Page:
When staffing our community operations team at Common Room, we prioritize candidates who are customer-centric, strive for simplicity, make it happen, and remember that we’re all in this together. In time and with persistence, we were able to fill out a team that fit the bill in both skills and values.

A three-pronged hiring process for community operations

Ready to staff your community operations team, but not sure if you’ve developed an effective hiring process to land the perfect hires? We’ve got some experience in this area and have modeled a three-pronged approach that you can use or adapt to your needs.

At Common Room, our hiring process consists of:

1. A take-home exercise
This is an exercise related to the position that gives candidates time and space to deliberate on the material and deliver something they feel confident about.

2. A cross-functional panel presentation
Community ops roles require speaking with all types of people across departments, so a presentation provides candidates with the opportunity to show their talents in this area.

3. A values interview
In this stage of the interview, interviewers ask direct questions to gauge whether the candidate shares our company values.

The three-pronged approach gives candidates different opportunities to shine, and hiring teams a way to better evaluate candidates to gauge whether they have what it takes to succeed in the role.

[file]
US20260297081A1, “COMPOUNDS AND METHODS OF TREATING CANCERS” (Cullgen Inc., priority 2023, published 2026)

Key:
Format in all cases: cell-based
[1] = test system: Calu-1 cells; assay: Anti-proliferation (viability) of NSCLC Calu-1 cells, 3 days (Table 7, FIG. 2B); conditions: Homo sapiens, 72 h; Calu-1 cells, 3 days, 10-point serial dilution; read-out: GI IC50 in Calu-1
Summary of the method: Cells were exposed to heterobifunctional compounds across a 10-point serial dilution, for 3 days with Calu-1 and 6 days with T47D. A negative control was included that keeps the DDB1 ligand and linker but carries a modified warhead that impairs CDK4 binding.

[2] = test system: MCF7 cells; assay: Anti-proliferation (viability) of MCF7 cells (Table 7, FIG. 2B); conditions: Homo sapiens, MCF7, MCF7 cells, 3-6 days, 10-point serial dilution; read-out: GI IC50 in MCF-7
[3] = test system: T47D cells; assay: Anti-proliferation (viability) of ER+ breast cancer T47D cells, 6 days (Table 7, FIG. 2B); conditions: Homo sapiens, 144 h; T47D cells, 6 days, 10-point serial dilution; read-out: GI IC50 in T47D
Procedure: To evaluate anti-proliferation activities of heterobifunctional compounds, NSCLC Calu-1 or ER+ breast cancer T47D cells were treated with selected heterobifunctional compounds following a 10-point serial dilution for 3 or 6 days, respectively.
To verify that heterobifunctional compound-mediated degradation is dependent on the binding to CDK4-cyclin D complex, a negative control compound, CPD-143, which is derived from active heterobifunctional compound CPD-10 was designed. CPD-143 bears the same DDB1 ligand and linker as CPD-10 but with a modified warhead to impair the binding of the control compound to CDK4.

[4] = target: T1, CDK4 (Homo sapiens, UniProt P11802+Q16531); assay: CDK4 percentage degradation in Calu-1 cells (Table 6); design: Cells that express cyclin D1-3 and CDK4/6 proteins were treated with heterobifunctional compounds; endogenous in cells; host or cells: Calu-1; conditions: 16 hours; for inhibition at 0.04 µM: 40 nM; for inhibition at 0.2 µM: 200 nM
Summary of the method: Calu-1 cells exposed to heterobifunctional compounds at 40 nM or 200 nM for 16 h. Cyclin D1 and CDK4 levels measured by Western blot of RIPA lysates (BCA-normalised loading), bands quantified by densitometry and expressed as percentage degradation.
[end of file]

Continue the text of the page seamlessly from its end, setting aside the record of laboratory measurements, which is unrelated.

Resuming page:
Setting up community operations hires for success

After you’ve made your community ops hire (or hires, if you’re especially lucky), be sure to set them up for success by equipping them with the right tools. These will empower your new hire to deliver their best work.

You’ll likely have many of these tools embedded in your team already, but consider:

Communication tools
Communication platforms (such as Slack or Discord) can span both your team and community so teammates can communicate and collaborate effectively, as well as respond quickly to community members' inquiries and concerns to create more delightful experiences.

Project management tools
These internal-only tools (such as Asana or are designed to track tasks, deadlines, and progress on community-related projects. They enable the team to effectively manage and prioritize community-related initiatives, ensuring timely and successful completion.

Analytics and metrics tools